ClearView Healthcare Partners FAQ

All answers shown come directly from ClearView Healthcare Partners Reviews and are not edited or altered.

15 English questions out of 15

25 May 2018

How are the career development opportunities at ClearView Healthcare Partners?

Pros

- Supportive of professional development - Merit-based approach to career progression - Fun, collaborative culture - High quality work output which results in client trust and real impact - Limited travel

Cons

- Boston location not exactly in Boston - Focus on life sciences (compared to the big consulting companies) - Fast-paced work environment and client-first mentality

- Merit-based approach to career progression

25 May 2018

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23 December 2019

What kind of career opportunities exist at ClearView Healthcare Partners?

Pros

A lot of opportunity to grow and develop as a summer analyst

Cons

Very direct feedback culture, a lot of competition / cut-throat nature at bottom levels

A lot of opportunity to grow and develop as a summer analyst

23 December 2019

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6 July 2019

How are promotions handled at ClearView Healthcare Partners?

Pros

- Early responsibility even for analysts fresh out of college - Great people to work with (at least for managers and below)

Cons

- Poor morale with lots of turnover recently - Company stretched to the limits and constantly staffed out, with attendant consequences for work-life balance - Rapid promotion cycles but promotion decisions seemingly arbitrary and more a function of leadership/senior management exposure and luck with projects rather than competence

Advice to Management

Stop focusing on selling so much work and expanding as quickly as possible and take some time to actually listen

- Rapid promotion cycles but promotion decisions seemingly arbitrary and more a function of leadership/senior management exposure and luck with projects rather than competence

6 July 2019

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2 September 2020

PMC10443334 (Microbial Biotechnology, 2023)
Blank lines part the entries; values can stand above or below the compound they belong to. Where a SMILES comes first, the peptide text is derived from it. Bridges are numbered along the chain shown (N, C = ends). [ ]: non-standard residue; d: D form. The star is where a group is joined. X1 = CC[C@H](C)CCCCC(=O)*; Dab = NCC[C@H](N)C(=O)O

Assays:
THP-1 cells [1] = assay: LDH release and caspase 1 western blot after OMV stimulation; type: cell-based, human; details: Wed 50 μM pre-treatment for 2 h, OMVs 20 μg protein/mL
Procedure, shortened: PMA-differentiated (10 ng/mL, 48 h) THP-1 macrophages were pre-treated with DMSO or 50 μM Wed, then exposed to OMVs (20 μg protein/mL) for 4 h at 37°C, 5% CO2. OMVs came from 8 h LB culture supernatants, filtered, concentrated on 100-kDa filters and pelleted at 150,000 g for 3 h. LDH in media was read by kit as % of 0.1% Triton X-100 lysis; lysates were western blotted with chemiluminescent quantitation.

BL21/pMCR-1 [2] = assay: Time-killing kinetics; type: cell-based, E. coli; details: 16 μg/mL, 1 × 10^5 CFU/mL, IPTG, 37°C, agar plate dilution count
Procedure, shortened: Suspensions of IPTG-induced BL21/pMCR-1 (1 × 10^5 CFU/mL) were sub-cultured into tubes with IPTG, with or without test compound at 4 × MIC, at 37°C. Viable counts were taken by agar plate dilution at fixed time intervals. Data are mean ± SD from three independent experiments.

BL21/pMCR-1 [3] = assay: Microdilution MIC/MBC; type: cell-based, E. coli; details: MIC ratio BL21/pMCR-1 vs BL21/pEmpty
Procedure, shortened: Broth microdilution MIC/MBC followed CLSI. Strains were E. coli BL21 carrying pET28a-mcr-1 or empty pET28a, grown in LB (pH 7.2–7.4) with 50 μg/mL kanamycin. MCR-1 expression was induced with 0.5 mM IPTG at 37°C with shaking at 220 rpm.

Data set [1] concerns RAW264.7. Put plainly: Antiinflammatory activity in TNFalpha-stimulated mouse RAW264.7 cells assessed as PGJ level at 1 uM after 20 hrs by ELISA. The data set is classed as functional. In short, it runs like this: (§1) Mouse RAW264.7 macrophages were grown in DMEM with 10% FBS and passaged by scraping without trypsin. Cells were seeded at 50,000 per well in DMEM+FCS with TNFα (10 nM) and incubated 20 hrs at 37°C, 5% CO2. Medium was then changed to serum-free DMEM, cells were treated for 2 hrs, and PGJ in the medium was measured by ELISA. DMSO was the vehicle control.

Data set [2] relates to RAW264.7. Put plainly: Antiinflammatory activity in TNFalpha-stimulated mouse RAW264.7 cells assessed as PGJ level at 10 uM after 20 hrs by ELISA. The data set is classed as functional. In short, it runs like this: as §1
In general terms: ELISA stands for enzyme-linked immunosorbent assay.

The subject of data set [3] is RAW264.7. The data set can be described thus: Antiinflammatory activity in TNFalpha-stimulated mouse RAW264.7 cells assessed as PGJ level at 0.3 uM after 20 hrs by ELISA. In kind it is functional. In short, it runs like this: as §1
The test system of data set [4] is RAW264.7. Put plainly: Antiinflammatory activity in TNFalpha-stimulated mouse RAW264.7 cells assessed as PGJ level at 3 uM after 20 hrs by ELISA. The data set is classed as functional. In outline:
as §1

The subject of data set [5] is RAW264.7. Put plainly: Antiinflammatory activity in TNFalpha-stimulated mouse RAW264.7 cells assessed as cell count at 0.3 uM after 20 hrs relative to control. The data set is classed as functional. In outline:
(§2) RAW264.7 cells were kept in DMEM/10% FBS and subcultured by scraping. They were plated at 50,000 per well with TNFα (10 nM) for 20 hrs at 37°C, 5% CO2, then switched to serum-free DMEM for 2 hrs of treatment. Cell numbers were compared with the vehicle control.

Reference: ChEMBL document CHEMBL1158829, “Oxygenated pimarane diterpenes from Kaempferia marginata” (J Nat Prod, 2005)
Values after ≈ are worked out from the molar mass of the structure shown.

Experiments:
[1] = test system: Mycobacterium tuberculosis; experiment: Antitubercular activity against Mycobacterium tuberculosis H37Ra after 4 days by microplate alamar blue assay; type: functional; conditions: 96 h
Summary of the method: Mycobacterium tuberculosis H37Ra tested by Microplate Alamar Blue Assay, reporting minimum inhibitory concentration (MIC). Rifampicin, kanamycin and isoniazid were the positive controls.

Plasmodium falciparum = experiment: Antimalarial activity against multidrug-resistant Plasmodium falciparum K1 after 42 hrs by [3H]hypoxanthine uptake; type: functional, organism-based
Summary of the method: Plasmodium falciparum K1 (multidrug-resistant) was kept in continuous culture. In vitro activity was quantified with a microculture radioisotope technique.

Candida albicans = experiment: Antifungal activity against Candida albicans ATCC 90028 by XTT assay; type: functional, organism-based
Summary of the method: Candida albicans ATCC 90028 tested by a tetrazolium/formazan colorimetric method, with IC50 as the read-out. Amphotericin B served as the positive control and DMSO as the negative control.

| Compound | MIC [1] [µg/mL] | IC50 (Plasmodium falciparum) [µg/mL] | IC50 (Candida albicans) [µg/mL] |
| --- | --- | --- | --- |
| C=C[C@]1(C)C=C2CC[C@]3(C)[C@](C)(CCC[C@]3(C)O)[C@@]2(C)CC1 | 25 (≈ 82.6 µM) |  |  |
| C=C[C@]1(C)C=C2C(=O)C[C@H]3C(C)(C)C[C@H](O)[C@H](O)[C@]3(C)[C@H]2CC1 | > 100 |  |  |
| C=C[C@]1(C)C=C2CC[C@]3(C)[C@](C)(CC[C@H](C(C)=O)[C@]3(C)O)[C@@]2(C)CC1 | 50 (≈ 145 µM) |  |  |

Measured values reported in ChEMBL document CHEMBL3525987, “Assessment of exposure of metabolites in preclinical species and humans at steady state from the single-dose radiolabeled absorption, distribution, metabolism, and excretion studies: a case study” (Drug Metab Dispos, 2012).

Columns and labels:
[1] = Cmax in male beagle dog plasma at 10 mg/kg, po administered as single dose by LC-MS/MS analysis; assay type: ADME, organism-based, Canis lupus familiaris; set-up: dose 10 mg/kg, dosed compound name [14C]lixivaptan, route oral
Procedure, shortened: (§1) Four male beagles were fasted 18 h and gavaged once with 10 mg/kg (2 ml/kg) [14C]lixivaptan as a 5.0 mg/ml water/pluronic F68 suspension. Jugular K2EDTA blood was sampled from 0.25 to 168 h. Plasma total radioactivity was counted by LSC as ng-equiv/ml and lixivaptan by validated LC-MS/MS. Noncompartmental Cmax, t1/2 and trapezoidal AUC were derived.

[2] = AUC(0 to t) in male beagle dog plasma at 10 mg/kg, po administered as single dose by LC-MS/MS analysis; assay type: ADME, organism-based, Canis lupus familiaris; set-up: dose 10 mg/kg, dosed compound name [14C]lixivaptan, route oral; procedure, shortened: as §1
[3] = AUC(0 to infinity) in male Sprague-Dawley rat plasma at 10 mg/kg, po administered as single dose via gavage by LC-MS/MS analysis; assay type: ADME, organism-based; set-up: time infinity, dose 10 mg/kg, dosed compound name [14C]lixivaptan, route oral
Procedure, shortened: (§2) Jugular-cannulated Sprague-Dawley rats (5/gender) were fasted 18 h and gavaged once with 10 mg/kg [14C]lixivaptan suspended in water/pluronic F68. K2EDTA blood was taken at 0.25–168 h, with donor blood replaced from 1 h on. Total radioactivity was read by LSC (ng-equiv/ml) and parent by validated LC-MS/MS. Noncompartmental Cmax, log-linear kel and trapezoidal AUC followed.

What is the feeling of job security at ClearView Healthcare Partners?

Pros

Amazing talented people You will learn a lot about the healthcare industry

Cons

Partners are only concerned about money. They don’t even show up at training week. There is a big suck up culture in the Boston office. Partners take a huge cut while underpaying and overworking there employees — shameful - People at the analyst to consultant level are are paid half of what their time is worth - You will be working until 1am - Toxic culture of no personal life - White/Asian male nerds run this place with the mentality of not having any personal life - all the negative reviews are true and clearview is faking reviews! Glassdoor needs to moderate this because the true side of ClearView is showing - PAY US MORE AND GIVE US SOME TIME TO BREATHE - employee morale is going down rapidly, there is a lack of managers, and a huge gap between partner expectations and analysts - much much worse than any other prestigious consulting firm you will ever have the option to work at, so don’t be fooled by all the crap they tell you

Advice to Management

Shame on management for not addressing the employee morale. You can always hire more people, but if you can’t retain and train good managers/staff — good luck succeeding in the long run. Shameful to see so many brilliant employees (from analyst to managers) leave the firm because they are not treated like humans

Partners take a huge cut while underpaying and overworking there employees — shameful